Science & Environment

World wildlife populations halved in 40 years - report

Tiger in the wild. File photo
Image caption Habitat loss and hunting have reduced tigers from 100,000 a century ago to just 3,000

The global loss of species is even worse than previously thought, the London Zoological Society (ZSL) says in its new Living Planet Index.

The report suggests populations have halved in 40 years, as new methodology gives more alarming results than in a report two years ago.

The report says populations of mammals, birds, reptiles, amphibians and fish have declined by an average of 52%.

Populations of freshwater species have suffered an even worse fall of 76%.

Severe impact

Compiling a global average of species decline involves tricky statistics, often comparing disparate data sets - and some critics say the exercise is not statistically valid.

Image caption The Living Planet Index tracks more than 10,000 vertebrate species populations from 1970 to 2010

The team at the zoological society say they've improved their methodology since their last report two years ago - but the results are even more alarming.

Then they estimated that wildlife was down "only" around 30%. Whatever the numbers, it seems clear that wildlife is continuing to be driven out by human activity.

The society's report, in conjunction with the pressure group WWF, says humans are cutting down trees more quickly than they can re-grow, harvesting more fish than the oceans can re-stock, pumping water from rivers and aquifers faster than rainfall can replenish them, and emitting more carbon than oceans and forests can absorb.

It catalogues areas of severe impact - in Ghana, the lion population in one reserve is down 90% in 40 years.

In West Africa, forest felling has restricted forest elephants to 6-7% of their historic range.

Globally, habitat loss and hunting have reduced tigers from 100,000 a century ago to just 3,000.

In the UK, the government promised to halt wildlife decline - but bird numbers continue to fall.

The index tracks more than 10,000 vertebrate species populations from 1970 to 2010. It reveals a continued decline in these populations. The global trend is not slowing down.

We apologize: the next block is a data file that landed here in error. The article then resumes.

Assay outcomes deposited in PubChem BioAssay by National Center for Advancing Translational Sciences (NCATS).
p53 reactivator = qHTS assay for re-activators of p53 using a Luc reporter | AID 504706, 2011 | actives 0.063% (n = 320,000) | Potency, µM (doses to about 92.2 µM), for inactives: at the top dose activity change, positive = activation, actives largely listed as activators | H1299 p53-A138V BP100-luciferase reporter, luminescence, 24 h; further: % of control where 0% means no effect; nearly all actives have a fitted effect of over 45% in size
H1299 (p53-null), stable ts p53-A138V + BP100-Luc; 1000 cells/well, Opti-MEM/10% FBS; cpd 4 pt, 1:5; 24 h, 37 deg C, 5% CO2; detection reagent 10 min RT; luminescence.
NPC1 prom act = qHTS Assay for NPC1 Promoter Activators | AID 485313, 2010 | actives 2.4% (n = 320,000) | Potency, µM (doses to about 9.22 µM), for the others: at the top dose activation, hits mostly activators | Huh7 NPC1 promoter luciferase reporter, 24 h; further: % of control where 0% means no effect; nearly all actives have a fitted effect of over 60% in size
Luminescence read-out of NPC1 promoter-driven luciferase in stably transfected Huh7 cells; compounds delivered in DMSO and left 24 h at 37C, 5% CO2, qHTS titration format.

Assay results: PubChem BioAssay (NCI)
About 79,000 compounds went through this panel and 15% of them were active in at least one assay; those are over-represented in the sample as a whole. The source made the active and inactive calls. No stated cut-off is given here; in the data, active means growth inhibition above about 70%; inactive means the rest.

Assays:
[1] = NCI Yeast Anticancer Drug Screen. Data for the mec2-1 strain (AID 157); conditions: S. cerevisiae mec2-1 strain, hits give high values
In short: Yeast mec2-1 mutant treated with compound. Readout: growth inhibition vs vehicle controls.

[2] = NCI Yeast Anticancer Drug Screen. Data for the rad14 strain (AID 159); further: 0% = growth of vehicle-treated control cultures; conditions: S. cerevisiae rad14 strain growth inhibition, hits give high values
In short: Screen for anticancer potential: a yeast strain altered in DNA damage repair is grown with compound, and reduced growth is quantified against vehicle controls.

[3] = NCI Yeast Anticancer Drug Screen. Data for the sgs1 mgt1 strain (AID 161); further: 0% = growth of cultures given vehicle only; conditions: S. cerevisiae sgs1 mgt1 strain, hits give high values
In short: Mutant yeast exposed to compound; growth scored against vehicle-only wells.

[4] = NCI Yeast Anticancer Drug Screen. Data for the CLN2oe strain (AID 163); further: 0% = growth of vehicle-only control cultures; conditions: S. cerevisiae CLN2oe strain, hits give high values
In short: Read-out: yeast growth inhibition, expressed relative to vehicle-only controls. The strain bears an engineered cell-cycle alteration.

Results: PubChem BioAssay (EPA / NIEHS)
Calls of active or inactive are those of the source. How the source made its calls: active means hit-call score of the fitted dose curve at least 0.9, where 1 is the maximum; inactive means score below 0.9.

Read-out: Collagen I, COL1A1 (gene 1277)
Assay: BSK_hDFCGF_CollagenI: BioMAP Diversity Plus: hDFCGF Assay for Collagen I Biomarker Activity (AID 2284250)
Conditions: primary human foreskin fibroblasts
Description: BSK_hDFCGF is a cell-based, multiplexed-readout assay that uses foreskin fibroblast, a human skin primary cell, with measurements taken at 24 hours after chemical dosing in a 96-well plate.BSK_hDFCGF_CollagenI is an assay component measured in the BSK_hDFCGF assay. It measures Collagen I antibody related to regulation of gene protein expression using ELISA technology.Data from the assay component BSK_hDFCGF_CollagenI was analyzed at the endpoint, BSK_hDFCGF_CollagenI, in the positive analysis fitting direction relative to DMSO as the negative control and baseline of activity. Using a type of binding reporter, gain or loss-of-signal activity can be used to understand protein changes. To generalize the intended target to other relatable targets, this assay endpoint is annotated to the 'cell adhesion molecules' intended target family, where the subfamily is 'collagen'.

'New method'

The report shows that the biggest recorded threat to biodiversity comes from the combined impacts of habitat loss and degradation, driven by what WWF calls unsustainable human consumption.

The report notes that the impacts of climate change are becoming of increasing concern - although the effect of climate change on species until now is disputed.

WWF is keen to avoid despair. It points to conservation efforts to save species like:

  • A Gorilla Conservation Programme in Rwanda, promoting gorilla tourism
  • A scheme to incentivise small-scale farmers to move away from slash and burn agriculture in Acre, Brazil
  • A project to cut the amount of water withdrawn from the wildlife-rich River Itchen in the UK.

Previously, the Living Planet Index was calculated using the average decline in all of the species populations measured. The new weighted methodology analyses the data to provide what ZSL says is a much more accurate calculation of the collective status of populations in all species and regions.

A ZSL spokesman explained to BBC News: "For example, if most measurements in a particular region are of bird populations, but the greatest actual number of vertebrates in the region are fish, then it is necessary to give a greater weighting to measurements of fish populations if we are to have an accurate picture of the rate of population decline for species in that region.

"Different weightings are applied between regions, and between marine, terrestrial and freshwater environments. We are simply being more sophisticated with the way we use the data."

"Applying the new method to the 2008 dataset we find that things were considerably worse than what we thought at the time. It is clear that we are seeing a significant long-term trend in declining species populations."

Stephen Buckland, co-director of the National Centre for Statistical Ecology in the UK, told BBC News: "It is clear that declines are occurring, and at a more rapid rate in tropical areas with high diversity than in temperate areas where much of our diversity was lost long ago.

"But there is the question in the Living PIanet Index of why some populations are monitored when others are not. Those in decline are perhaps of greater interest, and hence more likely to be monitored, than those that are stable or increasing. For practical reasons, populations that are more impacted by man are more easily monitored.

"Further, the quality of the data is highly variable from one population to another, and some population trends are likely to be biased. So is there a decline? Certainly. Are animal numbers around 52% lower than 40 years ago? Probably not."

Correction: An earlier version of this story said that tiger numbers in Nepal had reduced from 100,000 a century ago to just 3,000. Those figures are in fact for global tiger numbers.

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